If this is what you think, I should not want you, even if you asked to come. You have made your choice; you can be what you want to be. But I will bury him; and if I must die, I say that this crime is holy: I shall lie down with him in death, and I shall be as dear to him as he is to me. It is the dead, not the living who make the longest demands: we die forever.... You may do what you like, since apparently the law of the gods mean nothing to you (Antigone, prologue. 53- 60).
The dead man - Polyneices - out there - someone - New dust on the slimy flesh! Someone has given it burial that way, and gone (Antigone, Scene 1. 73-76).
I knew I must die, even without your decree: I am only mortal. And if I must die now, before it is my time to die, surely this is no hardship: can anyone living, as I live, with evil all about me, think Death less than a friend? This death of mine is of no importance; but if I had left my brother lying in death unburied, I should have suffered. Now I do not (Antigone, Scene 2. 64-72).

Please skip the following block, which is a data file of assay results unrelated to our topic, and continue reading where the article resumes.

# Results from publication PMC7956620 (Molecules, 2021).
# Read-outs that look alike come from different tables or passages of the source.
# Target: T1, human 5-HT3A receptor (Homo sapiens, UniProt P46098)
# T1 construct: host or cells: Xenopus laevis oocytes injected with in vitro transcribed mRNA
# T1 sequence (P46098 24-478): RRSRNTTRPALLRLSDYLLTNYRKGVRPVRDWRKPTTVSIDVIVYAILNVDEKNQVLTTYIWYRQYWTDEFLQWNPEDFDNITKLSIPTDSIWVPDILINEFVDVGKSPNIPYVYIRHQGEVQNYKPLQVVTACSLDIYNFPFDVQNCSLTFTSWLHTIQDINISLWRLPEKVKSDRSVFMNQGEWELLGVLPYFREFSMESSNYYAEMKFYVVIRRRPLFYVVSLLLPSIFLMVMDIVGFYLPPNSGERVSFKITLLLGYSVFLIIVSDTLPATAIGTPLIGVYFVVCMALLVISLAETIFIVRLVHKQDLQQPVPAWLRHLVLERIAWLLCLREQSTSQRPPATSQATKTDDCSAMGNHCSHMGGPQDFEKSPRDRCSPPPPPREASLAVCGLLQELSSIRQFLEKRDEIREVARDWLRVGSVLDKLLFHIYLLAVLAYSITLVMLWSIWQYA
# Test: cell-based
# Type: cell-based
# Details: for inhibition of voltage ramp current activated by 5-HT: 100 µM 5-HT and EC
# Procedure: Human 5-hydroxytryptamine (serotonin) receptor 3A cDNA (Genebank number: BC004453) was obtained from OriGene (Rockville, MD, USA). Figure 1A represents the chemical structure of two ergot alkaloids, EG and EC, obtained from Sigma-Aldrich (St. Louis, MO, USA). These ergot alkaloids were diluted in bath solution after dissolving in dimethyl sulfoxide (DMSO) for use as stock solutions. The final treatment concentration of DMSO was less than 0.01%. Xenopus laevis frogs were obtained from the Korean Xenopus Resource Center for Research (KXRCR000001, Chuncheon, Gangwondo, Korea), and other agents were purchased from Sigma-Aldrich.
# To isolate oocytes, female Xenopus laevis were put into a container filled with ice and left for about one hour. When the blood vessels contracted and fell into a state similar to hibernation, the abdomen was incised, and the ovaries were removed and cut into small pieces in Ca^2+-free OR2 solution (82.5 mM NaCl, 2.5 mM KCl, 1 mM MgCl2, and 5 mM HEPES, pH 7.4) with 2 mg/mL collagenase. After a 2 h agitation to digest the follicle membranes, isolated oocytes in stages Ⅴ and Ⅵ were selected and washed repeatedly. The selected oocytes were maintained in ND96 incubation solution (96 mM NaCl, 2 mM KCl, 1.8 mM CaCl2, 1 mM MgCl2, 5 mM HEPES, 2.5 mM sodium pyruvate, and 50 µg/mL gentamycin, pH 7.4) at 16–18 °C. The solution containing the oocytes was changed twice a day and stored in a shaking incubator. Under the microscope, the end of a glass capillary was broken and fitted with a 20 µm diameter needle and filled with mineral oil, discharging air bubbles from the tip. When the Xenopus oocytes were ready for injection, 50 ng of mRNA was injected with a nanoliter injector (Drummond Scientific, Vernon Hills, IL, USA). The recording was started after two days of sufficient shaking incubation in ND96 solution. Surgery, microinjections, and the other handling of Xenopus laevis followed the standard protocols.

Not here, no; she will not die here, King. And you will never see my face again. Go on raving as long as you've a friend to endure you (Antigone, Scene 3. 132-134).
Then take this, and take it to heart!The time is not far off when you shall pay back Corpse for corpse, flesh of your own flesh.You have thrust the child of this world into living night,You have kept from the gods below the child that is theirs:The one on a grave before her death, the other,Dead, denied the grave. This is your crime:And the Furies and the dark gods of Hell Are swift with terrible punishment for you.Do you want to buy me now, Creon?Not many days,And your house will be full of men and women weeping,And curses will be hurled at you from far Cities grieving for sons unburied, left to rot Before the walls of Thebes.These are my arrows, Creon: they are all for you. But come, child: lead me home.Let him waste his fine anger upon younger men.Maybe he will learn at last to control a wiser tongue in a better head (Antigone, Scene 5. 70-87).
She stood before the altar, and her heart welcomed the knife her own hand guided, and a great cry burst from her lips for Megareus dead, and for Haemon dead, her sons; and her last breath was a curse for their father, the murderer of her sons. And she fell, and the dark flowed in through her closing eyes. (Antigone, Exodos. 112-117)